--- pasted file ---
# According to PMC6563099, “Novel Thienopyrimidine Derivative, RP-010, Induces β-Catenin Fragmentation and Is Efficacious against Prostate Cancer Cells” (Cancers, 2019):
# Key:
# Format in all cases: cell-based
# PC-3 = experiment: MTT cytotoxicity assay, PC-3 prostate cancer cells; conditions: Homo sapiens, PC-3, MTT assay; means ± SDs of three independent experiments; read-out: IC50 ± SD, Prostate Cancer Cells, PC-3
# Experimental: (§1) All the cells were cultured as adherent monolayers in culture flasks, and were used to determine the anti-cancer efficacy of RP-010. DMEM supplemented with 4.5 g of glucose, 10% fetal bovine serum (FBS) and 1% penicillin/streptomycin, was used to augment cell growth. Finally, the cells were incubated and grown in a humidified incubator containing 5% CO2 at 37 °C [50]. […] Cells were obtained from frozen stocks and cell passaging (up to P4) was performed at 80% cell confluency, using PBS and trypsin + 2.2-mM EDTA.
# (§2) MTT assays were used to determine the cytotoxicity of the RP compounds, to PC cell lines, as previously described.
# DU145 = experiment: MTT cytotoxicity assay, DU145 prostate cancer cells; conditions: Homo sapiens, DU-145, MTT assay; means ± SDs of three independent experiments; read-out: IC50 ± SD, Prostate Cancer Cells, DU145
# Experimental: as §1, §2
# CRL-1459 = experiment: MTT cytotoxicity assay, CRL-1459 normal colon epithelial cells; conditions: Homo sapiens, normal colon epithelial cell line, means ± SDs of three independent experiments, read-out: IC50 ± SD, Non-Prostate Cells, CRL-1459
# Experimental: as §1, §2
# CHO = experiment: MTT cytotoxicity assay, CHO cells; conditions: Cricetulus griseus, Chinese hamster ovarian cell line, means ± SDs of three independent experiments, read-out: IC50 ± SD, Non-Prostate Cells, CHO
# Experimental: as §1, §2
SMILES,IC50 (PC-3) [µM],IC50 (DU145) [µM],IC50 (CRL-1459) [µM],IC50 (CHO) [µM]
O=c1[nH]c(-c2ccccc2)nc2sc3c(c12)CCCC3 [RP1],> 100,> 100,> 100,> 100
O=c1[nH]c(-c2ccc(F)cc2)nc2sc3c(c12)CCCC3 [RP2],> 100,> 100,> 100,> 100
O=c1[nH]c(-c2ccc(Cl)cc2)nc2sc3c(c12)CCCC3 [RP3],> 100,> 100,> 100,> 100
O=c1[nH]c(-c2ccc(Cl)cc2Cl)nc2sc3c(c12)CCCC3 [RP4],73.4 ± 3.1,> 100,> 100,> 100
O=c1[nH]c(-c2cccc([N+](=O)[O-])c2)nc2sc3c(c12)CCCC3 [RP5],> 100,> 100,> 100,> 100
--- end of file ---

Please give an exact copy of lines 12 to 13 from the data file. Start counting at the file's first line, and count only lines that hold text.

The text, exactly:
# Experimental: as §1, §2
SMILES,IC50 (PC-3) [µM],IC50 (DU145) [µM],IC50 (CRL-1459) [µM],IC50 (CHO) [µM]